Two Archdiocesan Schools Named National Blue Ribbon Schools
Two Catholic schools in the Archdiocese of Baltimore, St. John Regional School in Frederick and Resurrection-St. Paul School in Ellicott City, were named National Blue Ribbon Schools by the U.S. Department of Education earlier today, becoming the 12th and 13th Catholic schools in the Archdiocese to receive the honor. The designation is the highest academic honor bestowed upon a school by the U.S. Department of Education.
“Our Catholic schools succeed in providing an academically-excellent education to the children of our Archdiocese because of the dedicated teachers, hard-working students, and because of the parents and grandparents who make heroic sacrifices on behalf of their children,” Archbishop O’Brien said. “This recognition is an affirmation of their efforts and is an attainable goal for many of our Catholic schools in the Archdiocese of Baltimore.”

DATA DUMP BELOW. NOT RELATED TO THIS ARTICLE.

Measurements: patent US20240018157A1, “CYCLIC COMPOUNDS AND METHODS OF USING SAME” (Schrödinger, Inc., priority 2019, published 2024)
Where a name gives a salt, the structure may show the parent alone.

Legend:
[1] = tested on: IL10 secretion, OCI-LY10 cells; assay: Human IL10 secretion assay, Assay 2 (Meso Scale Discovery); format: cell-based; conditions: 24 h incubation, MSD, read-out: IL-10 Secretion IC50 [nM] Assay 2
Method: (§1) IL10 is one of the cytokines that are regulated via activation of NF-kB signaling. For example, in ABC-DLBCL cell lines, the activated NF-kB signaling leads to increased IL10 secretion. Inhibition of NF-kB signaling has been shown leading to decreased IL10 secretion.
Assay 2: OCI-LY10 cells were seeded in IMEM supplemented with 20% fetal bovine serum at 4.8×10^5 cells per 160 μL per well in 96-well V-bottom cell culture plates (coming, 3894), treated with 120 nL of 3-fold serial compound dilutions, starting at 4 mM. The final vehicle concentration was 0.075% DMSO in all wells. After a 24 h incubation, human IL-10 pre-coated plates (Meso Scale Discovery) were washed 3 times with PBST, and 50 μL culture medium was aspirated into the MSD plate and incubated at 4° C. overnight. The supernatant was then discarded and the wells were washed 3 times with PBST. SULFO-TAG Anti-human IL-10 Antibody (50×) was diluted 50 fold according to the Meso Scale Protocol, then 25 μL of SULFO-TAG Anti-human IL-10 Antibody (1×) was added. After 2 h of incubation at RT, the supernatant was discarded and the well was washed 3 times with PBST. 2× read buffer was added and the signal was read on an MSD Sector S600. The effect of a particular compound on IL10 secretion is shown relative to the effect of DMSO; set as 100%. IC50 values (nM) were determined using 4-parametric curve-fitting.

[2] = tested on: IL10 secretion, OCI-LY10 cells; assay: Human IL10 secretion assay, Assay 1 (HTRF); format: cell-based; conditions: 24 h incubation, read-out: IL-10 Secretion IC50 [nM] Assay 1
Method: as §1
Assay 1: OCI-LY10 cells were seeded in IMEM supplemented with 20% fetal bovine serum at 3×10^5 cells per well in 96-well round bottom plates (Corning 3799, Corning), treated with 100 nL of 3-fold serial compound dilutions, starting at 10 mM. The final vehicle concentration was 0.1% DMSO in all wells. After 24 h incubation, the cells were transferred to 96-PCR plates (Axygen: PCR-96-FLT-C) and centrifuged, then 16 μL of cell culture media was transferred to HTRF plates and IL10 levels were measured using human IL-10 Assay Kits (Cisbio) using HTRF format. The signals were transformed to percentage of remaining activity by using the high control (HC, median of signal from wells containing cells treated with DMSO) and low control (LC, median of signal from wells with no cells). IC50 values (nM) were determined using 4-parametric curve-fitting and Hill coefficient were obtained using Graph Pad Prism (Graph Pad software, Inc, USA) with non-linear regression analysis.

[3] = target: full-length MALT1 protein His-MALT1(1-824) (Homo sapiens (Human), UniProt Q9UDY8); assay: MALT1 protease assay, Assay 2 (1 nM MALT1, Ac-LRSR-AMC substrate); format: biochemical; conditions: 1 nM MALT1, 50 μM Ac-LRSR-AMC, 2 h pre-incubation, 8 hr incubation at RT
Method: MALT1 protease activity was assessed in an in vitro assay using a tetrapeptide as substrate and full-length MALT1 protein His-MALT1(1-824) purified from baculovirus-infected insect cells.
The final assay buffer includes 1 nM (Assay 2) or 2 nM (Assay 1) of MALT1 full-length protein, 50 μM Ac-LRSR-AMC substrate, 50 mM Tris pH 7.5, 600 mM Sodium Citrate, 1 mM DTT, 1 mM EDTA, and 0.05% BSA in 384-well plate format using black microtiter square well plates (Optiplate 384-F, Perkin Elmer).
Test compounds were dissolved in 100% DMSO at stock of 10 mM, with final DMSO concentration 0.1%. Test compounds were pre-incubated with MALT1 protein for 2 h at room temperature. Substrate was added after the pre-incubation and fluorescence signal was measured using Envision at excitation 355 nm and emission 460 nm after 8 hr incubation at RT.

The Blue Ribbon Schools Program honors public and private elementary, middle and high school that are either academically superior or that demonstrate dramatic gains in student achievement to high levels. The schools will be honored at a ceremony in Washington, DC, later this year and will receive a plaque and flag signifying their status.
St. John and Resurrection-St. Paul join the following Catholic schools in the Archdiocese to be named Blue Ribbon schools.
- Mercy High School, Baltimore, 1984-85
- Notre Dame Preparatory School, Towson, 1984-85
- Calvert Hall College High School, Towson, 1984-85 and 1988-89
- Loyola Blakefield, Towson, 1986-87
- St. Rita, Dundalk, 1986-87
- Archbishop Keough High School, 1987-88
- Mount St. Joseph High School, Irvington, 1988-89
- Trinity School, Ellicott City, 1989-90 and 1998-99
- Archbishop Spalding High School, Severn, 1992-93
- The John Carroll School, Bel Air, 1995-96
- St. John the Evangelist, Severna Park, 2008-09
St. John Regional School in Frederick has a current enrollment of 572 students. Resurrection-St. Paul School in Ellicott City has a current enrollment of 539 students. In both schools, students in grades three through eight far exceeded the national average on standardized tests taken last fall.